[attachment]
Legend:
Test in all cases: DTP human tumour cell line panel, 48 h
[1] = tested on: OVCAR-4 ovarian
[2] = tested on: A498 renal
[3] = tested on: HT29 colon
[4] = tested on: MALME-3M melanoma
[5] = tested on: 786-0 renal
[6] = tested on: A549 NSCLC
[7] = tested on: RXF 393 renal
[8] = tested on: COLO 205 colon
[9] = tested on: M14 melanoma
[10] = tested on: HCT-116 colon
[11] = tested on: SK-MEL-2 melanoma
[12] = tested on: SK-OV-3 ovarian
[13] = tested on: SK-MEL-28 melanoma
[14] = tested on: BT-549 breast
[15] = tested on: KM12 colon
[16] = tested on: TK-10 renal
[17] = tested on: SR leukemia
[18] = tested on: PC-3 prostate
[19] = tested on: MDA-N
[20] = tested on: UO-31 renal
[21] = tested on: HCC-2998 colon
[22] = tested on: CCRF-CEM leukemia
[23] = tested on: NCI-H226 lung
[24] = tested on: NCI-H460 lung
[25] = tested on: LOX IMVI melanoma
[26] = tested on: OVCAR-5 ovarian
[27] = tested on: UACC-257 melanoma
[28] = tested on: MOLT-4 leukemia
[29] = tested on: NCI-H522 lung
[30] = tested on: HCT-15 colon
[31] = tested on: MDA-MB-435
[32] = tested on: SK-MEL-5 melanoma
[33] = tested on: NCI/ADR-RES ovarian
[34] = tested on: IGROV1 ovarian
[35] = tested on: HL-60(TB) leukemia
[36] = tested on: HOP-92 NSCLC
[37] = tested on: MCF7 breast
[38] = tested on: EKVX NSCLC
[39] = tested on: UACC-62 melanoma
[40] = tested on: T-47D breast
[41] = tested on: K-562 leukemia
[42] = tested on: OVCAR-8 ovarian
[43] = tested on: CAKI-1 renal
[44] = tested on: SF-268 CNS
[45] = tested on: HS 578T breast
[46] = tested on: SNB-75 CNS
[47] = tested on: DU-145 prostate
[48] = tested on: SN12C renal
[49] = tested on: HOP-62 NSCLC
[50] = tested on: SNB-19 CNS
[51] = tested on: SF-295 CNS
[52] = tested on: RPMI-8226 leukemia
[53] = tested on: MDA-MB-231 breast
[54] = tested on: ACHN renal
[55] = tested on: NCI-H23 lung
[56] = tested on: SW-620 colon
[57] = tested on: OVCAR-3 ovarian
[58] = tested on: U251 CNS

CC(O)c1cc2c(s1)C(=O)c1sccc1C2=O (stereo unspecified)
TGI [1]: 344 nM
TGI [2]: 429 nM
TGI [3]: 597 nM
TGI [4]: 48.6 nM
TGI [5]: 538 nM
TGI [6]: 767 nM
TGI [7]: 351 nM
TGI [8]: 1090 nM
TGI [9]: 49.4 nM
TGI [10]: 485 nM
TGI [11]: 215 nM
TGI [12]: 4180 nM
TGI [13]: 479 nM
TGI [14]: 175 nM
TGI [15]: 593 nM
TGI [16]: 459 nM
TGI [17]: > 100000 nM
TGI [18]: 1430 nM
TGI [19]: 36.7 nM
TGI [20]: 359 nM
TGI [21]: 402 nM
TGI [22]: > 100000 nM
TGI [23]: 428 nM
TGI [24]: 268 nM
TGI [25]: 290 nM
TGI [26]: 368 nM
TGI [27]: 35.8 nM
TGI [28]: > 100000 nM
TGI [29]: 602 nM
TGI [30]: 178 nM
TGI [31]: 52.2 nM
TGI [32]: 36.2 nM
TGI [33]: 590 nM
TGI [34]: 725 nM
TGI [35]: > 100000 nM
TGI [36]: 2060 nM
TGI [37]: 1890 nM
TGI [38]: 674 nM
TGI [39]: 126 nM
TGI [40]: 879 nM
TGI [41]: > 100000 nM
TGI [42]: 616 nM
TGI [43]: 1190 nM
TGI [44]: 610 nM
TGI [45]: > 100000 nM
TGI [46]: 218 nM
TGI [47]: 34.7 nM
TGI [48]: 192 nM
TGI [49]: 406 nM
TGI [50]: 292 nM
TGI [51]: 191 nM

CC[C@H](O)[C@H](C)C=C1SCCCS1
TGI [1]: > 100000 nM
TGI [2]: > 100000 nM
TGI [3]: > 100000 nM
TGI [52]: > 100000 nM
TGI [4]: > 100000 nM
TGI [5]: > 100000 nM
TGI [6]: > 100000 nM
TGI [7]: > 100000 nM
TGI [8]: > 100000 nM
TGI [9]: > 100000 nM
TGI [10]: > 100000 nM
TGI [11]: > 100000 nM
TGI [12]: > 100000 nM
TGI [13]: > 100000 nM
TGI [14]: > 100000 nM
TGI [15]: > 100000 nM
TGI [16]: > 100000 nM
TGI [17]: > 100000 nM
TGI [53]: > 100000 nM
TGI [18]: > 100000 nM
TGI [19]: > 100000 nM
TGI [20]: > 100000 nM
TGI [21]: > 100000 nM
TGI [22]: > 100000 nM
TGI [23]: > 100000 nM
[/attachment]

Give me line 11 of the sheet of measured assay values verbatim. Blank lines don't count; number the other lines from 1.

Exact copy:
[9] = tested on: M14 melanoma